The origin of the name “Arriva” is unknown, as is the meaning of the word. “Arriba” in Spanish translates to “upwards” or “above, overhead”, so it is easy to imagine someone misheard and/or misspelled the name and it stuck. A colleague of Hispanic descent tells me that in some Mexican dialects “arriva” may have a dual meaning of “we go” and “we have arrived”. This seems poetically appropriate for a mountain in the wilderness. Arriva is actually a long, broken ridge, with a high east summit, a series of jagged points, and the true summit at the west end. The east summit and some of the points can be seen from Easy Pass, the true west summit is hidden behind Arches peak from that vantage point.
The west summit sits in a unique position, jutting out westward thousands of feet above a split in the Fisher Creek drainages, providing a prow-like very high-up airy feeling, and a great view of surrounding major summits of the North Cascades such as Black, Mesahchie, Logan, and Goode, with more distant views of Glacier Peak, Dome Peak, Mt. Buckner, Sahale Peak, Boston Peak, and Jack Mountain, to name just a few.
It is unknown how often this mountain sees climbers, but due to its remoteness, the fact that it just misses being on the hundred highest list, and relatively tricky access, probably not often. In an effort to find out, I placed a summit register there in 2006; in 2011 it was gone. The custom cover photo I made, the pages, even the white PVC screw cap tube was gone… who would steal a summit register? Maybe the wind, which must be fierce here during the winter, given the west-facing funnel the Fisher Creek valley points right at it. *As of August 5, 2013, a new summit register has been placed… I’ll be back to check on it in a few years.
Arriva is a good choice for anyone seeking a climb with more of an uncrowded wilderness feel to it. The trip includes very scenic on and off-trail travel without being an overwhelming brush-crash, followed by a challenging scramble with maybe just a little bit of ropework. And any excuse to camp at the Silent Lakes is a good excuse.
**I have encountered some confusion with folks asking who wrote this, since there are two authors listed. The original entry was made by Bob Bolton, although he had minimal info on it since he had not climbed the mountain, had just made an exploration of the area. With Mr. Bolton’s generous blessing, he allowed me to take it over in 2011, and I have written nearly all of the info contained here. So blame me (relic), not Bob Bolton, for any errors, misinformation, exaggerations or underestimates of difficulties.**
Getting There (The drive)Drive the North Cascades Highway, state route 20, 21.5 miles east from Colonial Creek Campground or 6.2 miles west from Rainy Pass to the Easy Pass Trailhead. Ample parking and restroom facilities.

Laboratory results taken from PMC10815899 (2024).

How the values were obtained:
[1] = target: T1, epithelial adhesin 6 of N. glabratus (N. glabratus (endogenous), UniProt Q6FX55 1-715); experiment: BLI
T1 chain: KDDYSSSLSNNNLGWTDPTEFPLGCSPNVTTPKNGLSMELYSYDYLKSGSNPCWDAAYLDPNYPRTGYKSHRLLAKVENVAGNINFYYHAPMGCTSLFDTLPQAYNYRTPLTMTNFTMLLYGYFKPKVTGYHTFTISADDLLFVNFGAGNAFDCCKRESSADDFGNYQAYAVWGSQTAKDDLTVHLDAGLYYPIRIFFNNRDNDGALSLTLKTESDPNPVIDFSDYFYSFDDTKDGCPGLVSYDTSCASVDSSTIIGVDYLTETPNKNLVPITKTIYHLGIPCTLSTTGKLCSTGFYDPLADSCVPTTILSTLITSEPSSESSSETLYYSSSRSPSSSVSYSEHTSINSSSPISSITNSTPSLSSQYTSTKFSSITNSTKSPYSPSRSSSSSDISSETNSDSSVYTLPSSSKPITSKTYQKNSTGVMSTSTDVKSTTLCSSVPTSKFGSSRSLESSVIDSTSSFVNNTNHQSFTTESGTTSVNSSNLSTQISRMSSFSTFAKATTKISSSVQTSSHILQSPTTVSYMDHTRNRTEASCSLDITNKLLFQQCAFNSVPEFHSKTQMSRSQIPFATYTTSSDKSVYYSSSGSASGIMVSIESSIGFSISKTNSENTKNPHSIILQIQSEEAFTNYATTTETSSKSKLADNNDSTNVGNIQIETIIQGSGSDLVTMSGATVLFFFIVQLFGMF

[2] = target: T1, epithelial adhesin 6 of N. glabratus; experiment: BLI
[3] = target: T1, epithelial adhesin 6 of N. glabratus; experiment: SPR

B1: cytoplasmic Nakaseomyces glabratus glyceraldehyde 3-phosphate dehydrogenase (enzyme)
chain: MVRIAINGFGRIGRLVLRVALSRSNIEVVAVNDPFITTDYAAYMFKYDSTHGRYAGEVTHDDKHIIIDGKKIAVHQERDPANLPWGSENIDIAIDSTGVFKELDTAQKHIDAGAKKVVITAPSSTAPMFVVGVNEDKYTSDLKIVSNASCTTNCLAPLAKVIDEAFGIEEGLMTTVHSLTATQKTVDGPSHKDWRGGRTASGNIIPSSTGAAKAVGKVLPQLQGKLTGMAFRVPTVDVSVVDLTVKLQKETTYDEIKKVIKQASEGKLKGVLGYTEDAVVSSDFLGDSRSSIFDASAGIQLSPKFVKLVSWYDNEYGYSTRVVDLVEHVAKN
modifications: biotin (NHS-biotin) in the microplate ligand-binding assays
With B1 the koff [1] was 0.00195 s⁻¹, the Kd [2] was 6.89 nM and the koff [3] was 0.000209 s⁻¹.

ApproachWalk the trail to Easy Pass, and behold one of the best on-trail views anywhere in the North Cascades National Park. Descend to the valley bottom on well-maintained trail. At the sign pointing west to the Fisher camp, instead of following the main trail, turn left (east). There is actually a boot-built trail going that way at first, but after about ten minutes of walking it disappears at a brushy pile of trees blown down by avalanches. There is a small clearing right on the bank of the creek here, in August 2013 a burn spot from a campfire marks the spot, that thorough ground scorching should last a few years. This is a good place to then cross the creek and open marshy meadow to the south side of the valley; head straight across to the nearby talus slope to find drier ground, and then continue east. Once across, you’ll want to turn around and make a mental note of the spot, so on the return trip you’ll get across the marsh with the least boot soaking. In earlier season, often until mid-summer, snow bridges the creek and covers the marsh, eliminating this obstacle.
At the head of the valley turn right and climb up the 1000 foot wall to the Silent Lakes. There is an obvious straight and continuous snow couloir (steeper than it looks, and melts out in the lower portion in late season into a loose rock bowling alley) or one can zig-zag up broken cliffs, snow, and heather to the left of that (follow the red line). Ice axe and crampons likely needed either way. Plan on a full day to reach the lakes. If you run late on time, there are also a couple of great camp spots at the head of the Fisher Creek valley before climbing the wall, Arriva could reasonably be climbed in a day from a base camp here. One of these tent sites is in the line of larch trees and boulders to the left, the other someone recently excavated on the shelf right next to the waterfall.
The standard route